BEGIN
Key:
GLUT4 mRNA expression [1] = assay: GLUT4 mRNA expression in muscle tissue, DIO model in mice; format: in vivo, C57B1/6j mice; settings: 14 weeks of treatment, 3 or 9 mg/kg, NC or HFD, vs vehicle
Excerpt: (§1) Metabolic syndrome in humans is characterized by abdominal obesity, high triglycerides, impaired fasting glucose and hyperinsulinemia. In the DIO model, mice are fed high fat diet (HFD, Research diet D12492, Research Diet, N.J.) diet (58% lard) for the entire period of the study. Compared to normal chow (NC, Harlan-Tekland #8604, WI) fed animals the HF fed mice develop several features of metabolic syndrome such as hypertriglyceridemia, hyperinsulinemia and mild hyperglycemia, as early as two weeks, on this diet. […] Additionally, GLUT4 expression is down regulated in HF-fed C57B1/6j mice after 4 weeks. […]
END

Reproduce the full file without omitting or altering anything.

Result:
Key:
GLUT4 mRNA expression [1] = assay: GLUT4 mRNA expression in muscle tissue, DIO model in mice; format: in vivo, C57B1/6j mice; settings: 14 weeks of treatment, 3 or 9 mg/kg, NC or HFD, vs vehicle
Excerpt: (§1) Metabolic syndrome in humans is characterized by abdominal obesity, high triglycerides, impaired fasting glucose and hyperinsulinemia. In the DIO model, mice are fed high fat diet (HFD, Research diet D12492, Research Diet, N.J.) diet (58% lard) for the entire period of the study. Compared to normal chow (NC, Harlan-Tekland #8604, WI) fed animals the HF fed mice develop several features of metabolic syndrome such as hypertriglyceridemia, hyperinsulinemia and mild hyperglycemia, as early as two weeks, on this diet. […] Additionally, GLUT4 expression is down regulated in HF-fed C57B1/6j mice after 4 weeks. […]